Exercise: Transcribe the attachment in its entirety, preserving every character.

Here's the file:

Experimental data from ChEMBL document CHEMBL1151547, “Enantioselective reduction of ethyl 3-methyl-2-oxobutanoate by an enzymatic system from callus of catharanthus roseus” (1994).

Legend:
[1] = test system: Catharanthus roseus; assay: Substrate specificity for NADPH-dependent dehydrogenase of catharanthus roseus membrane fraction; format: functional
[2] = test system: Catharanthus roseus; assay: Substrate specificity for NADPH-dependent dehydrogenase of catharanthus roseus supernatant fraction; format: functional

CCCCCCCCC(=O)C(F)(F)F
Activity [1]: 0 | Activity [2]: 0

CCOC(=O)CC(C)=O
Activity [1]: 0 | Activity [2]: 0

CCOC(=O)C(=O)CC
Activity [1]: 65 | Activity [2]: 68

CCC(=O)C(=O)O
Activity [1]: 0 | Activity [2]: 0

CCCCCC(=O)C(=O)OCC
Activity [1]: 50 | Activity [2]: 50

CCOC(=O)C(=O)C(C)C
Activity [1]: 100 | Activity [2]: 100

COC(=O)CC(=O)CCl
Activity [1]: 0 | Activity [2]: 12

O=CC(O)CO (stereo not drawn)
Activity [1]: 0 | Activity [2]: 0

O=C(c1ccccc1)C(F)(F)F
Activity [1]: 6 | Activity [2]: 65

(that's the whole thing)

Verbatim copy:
Experimental data from ChEMBL document CHEMBL1151547, “Enantioselective reduction of ethyl 3-methyl-2-oxobutanoate by an enzymatic system from callus of catharanthus roseus” (1994).

Legend:
[1] = test system: Catharanthus roseus; assay: Substrate specificity for NADPH-dependent dehydrogenase of catharanthus roseus membrane fraction; format: functional
[2] = test system: Catharanthus roseus; assay: Substrate specificity for NADPH-dependent dehydrogenase of catharanthus roseus supernatant fraction; format: functional

CCCCCCCCC(=O)C(F)(F)F
Activity [1]: 0 | Activity [2]: 0

CCOC(=O)CC(C)=O
Activity [1]: 0 | Activity [2]: 0

CCOC(=O)C(=O)CC
Activity [1]: 65 | Activity [2]: 68

CCC(=O)C(=O)O
Activity [1]: 0 | Activity [2]: 0

CCCCCC(=O)C(=O)OCC
Activity [1]: 50 | Activity [2]: 50

CCOC(=O)C(=O)C(C)C
Activity [1]: 100 | Activity [2]: 100

COC(=O)CC(=O)CCl
Activity [1]: 0 | Activity [2]: 12

O=CC(O)CO (stereo not drawn)
Activity [1]: 0 | Activity [2]: 0

O=C(c1ccccc1)C(F)(F)F
Activity [1]: 6 | Activity [2]: 65